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Posts Tagged ‘employee morale’

Send Fewer Employee Engagement Surveys – Talk with Employees Instead

Lots of organizations send out employee engagement surveys with the desire of improving employee engagement and retention; unfortunately they often damage both in the process.

There are a few employee engagement survey pitfalls that are luckily easy to avoid.

Here are three practices to follow when sending out employee engagement surveys:

  1. Shorter is better. I hate to say this, but no one wants to fill out your employee engagement survey. It’s time consuming, employees doubt the survey will yield results, and employees worry that their feedback isn’t really confidential.

Make your employee engagement survey easy to fill out by making it short. And by short, I mean 10 questions or fewer.  You’ll get a better response rate to a 10-question survey than a 65-question one. And do you really need more information than the answers to ten well-written questions?

  1. Provide employees with survey results quickly. Most organizations ask for too much information. Leaders are overwhelmed by the survey information, so they spend months and months reviewing it, while employees comment on yet another employee survey with no communication.

Send out a communication sharing the top few learnings – the good and the not-so-good — within a few weeks of sending out the survey. You don’t need to take action at the same time. Simply keep employees in the loop by communicating a quick summary of what you learned. If you wait too long to share the feedback, it often never gets communicated. And the next time you send out a survey, employees will remember the absence of information and be hesitant to fill it out.

  1. Within 90-days, tell employees what you will and won’t be changing, based on the survey feedback, and tell them why. Employees don’t need or expect all of their input to be utilized. Closing the loop with clear communication about what you are and aren’t changing, and why, is often sufficient.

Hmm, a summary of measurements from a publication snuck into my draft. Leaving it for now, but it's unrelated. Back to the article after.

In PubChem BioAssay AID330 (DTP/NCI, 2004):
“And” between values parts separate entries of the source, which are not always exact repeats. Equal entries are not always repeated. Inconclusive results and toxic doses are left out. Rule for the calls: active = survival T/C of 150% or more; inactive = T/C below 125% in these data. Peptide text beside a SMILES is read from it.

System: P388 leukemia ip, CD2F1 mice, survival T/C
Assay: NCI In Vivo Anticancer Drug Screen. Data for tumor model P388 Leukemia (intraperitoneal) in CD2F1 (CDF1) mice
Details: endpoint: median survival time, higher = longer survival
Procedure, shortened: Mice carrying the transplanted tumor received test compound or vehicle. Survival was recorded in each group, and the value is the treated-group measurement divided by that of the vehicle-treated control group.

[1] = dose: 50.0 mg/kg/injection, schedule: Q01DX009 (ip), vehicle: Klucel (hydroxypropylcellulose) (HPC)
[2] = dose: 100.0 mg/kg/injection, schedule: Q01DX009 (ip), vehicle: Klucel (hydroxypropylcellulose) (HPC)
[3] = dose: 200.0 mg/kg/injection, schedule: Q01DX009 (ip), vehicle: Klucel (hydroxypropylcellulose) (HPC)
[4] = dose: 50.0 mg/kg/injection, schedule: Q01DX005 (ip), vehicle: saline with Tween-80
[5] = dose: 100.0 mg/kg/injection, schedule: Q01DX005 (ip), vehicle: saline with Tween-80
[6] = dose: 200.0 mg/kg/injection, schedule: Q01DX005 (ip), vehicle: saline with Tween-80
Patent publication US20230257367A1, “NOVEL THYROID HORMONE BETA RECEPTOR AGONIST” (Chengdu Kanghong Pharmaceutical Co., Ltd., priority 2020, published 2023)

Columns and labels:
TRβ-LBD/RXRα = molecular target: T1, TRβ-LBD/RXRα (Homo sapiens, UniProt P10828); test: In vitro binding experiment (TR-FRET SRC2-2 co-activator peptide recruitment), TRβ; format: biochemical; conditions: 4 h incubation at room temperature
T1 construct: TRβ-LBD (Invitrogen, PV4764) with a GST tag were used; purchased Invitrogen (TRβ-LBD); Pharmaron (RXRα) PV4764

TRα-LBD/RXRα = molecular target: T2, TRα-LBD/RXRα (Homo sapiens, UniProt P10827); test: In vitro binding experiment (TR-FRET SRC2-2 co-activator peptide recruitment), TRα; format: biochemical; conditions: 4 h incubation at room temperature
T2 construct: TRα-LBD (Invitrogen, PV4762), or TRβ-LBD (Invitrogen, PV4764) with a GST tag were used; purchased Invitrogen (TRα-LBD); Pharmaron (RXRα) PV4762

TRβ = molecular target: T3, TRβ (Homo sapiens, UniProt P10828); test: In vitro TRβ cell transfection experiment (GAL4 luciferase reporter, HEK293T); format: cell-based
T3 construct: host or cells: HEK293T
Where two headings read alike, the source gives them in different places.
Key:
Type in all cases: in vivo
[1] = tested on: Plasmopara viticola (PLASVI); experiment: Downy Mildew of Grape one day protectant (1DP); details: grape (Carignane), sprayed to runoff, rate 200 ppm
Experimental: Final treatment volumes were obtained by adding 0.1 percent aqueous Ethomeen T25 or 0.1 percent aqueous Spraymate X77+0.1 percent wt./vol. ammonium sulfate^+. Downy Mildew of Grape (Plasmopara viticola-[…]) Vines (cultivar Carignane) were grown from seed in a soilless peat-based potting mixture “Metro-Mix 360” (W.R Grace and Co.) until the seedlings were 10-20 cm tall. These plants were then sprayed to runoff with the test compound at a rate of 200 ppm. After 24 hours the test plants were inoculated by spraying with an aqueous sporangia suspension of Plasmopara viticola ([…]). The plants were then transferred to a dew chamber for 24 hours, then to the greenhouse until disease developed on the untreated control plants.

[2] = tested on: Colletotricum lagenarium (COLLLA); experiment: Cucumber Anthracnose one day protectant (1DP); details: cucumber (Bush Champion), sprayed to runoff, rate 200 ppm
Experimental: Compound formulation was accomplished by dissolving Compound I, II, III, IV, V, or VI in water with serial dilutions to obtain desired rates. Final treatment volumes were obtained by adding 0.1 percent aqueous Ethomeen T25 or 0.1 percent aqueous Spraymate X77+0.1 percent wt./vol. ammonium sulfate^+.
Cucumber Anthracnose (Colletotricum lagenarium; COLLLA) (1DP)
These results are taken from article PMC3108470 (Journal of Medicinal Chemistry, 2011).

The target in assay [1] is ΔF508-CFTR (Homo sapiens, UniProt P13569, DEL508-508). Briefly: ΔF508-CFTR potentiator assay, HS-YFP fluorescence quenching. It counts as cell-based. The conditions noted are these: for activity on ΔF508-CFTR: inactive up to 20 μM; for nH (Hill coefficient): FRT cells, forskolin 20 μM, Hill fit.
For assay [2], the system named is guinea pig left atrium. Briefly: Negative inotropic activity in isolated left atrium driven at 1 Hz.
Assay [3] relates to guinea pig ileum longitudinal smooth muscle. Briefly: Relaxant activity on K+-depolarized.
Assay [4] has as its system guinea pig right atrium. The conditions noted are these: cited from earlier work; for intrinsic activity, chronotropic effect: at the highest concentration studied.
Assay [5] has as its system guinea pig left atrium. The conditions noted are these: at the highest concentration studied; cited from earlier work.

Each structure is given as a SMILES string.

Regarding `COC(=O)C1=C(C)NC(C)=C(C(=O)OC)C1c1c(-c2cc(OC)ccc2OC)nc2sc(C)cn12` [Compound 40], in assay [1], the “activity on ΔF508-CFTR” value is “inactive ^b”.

All of that being said, I’m going to recommend you send out fewer surveys. Employee engagement surveys are a good way to quickly collect lots of information. Engagement surveys are not a good way of building trust and relationships with employees, which is what leads to employee engagement and retention. Employees don’t feel closer to an organization’s leadership team after filling out an employee engagement survey. Trust isn’t built. Instead of sending out so many surveys, I’d suggest cutting the number in half and have leaders and managers hold roundtable discussions with groups of 6-8 employees a few times a year instead. Roundtable discussions achieve several goals at once—they give leaders visibility, which builds trust, they help leaders build rapport and relationships, and gather the same data that a written survey provides.

When leaders participate in our Be a Best Place to Work program, we teach the five things leaders need to do to engage and retain employees. Holding roundtable discussions and asking these questions is a key recommendation of the training. Sending out written surveys is not. Engage and retain employees by talking with employees. Ask employees for their input. Listen. And watch your employee engagement survey scores sky rocket.

employee surveys leader cards


Effective Management Requires Asking Questions

If an employee quits and the manager is surprised, shame on the manager. Employee turnover – literal turnover (he quits and leaves the building) or figurative turnover (he quits but continues to come in everyday and do his minimal best) – are extremely predictable.Effective Management

Most employees need only a handful of things to be satisfied and productive at work. The key is getting employees to tell you what those things are. And they might just tell you, if you ask.

An employee’s first few weeks at a new job often involve a lot of training. Managers tell employees what they need to do and hopefully why they need to do those things. I recommend balancing telling with asking.